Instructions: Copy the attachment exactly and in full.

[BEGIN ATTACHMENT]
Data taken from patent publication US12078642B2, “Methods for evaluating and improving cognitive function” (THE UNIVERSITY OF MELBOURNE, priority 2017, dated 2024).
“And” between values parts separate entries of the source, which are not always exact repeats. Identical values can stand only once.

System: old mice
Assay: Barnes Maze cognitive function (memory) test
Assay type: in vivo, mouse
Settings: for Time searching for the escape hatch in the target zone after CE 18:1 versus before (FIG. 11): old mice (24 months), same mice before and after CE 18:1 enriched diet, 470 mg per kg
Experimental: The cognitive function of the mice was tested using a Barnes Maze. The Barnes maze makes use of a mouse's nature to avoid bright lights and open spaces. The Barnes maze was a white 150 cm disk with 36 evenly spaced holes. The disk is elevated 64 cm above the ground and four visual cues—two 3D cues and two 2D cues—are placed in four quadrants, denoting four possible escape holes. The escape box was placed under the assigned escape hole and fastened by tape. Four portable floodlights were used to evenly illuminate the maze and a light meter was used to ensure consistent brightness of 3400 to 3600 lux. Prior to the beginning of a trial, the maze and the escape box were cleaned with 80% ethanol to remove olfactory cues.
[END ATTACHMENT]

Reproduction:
Data taken from patent publication US12078642B2, “Methods for evaluating and improving cognitive function” (THE UNIVERSITY OF MELBOURNE, priority 2017, dated 2024).
“And” between values parts separate entries of the source, which are not always exact repeats. Identical values can stand only once.

System: old mice
Assay: Barnes Maze cognitive function (memory) test
Assay type: in vivo, mouse
Settings: for Time searching for the escape hatch in the target zone after CE 18:1 versus before (FIG. 11): old mice (24 months), same mice before and after CE 18:1 enriched diet, 470 mg per kg
Experimental: The cognitive function of the mice was tested using a Barnes Maze. The Barnes maze makes use of a mouse's nature to avoid bright lights and open spaces. The Barnes maze was a white 150 cm disk with 36 evenly spaced holes. The disk is elevated 64 cm above the ground and four visual cues—two 3D cues and two 2D cues—are placed in four quadrants, denoting four possible escape holes. The escape box was placed under the assigned escape hole and fastened by tape. Four portable floodlights were used to evenly illuminate the maze and a light meter was used to ensure consistent brightness of 3400 to 3600 lux. Prior to the beginning of a trial, the maze and the escape box were cleaned with 80% ethanol to remove olfactory cues.